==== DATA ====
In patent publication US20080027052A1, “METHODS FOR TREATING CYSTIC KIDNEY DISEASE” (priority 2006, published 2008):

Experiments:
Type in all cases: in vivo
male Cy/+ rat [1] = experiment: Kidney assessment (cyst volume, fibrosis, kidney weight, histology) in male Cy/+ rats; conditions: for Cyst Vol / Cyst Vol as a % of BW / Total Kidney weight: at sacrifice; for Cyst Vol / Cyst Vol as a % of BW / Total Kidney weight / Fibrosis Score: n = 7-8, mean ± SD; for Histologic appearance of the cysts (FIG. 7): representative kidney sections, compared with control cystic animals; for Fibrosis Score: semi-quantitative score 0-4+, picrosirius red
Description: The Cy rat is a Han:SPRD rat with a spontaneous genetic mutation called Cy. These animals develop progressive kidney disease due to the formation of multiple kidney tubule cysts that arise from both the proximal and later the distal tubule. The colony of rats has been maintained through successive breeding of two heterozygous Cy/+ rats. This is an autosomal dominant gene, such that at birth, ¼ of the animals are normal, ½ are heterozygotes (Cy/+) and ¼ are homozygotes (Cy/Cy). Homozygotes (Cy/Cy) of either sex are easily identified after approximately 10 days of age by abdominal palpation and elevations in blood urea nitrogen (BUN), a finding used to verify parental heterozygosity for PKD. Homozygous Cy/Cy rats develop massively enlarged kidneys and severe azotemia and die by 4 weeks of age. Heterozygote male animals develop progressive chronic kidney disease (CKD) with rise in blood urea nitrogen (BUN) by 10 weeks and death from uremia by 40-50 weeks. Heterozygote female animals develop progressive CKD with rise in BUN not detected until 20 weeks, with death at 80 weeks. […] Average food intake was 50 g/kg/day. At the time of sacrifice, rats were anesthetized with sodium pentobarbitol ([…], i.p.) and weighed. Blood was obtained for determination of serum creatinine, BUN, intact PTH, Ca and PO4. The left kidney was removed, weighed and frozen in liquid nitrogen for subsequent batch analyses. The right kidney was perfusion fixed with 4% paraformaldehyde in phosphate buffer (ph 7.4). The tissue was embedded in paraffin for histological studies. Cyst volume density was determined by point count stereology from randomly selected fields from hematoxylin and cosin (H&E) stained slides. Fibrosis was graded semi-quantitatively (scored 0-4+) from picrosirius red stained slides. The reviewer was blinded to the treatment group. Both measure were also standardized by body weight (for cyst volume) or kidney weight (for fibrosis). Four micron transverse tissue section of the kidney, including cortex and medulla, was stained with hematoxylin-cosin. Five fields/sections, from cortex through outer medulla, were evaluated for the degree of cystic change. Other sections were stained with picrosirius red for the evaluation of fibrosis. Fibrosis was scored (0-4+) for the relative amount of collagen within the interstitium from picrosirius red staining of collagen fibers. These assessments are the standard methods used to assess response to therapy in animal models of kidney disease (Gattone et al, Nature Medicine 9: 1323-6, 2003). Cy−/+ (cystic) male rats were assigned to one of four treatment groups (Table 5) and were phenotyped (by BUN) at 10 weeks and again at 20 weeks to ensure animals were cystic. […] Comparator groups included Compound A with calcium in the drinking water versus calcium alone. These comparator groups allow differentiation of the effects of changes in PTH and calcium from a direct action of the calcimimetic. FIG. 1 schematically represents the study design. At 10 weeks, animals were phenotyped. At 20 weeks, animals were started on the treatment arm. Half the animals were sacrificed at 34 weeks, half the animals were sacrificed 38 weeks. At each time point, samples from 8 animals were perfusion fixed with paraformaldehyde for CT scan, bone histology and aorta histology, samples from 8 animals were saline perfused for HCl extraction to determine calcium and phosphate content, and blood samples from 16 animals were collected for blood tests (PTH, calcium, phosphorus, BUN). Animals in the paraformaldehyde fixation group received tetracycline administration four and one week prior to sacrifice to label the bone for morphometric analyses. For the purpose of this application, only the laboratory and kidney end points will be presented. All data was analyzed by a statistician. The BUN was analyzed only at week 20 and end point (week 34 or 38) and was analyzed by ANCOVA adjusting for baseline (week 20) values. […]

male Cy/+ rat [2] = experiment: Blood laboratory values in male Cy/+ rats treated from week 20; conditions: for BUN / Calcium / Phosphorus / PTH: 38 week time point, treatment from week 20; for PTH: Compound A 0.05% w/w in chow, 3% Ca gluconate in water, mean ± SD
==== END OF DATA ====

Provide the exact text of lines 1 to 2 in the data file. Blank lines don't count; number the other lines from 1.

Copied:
In patent publication US20080027052A1, “METHODS FOR TREATING CYSTIC KIDNEY DISEASE” (priority 2006, published 2008):

Experiments: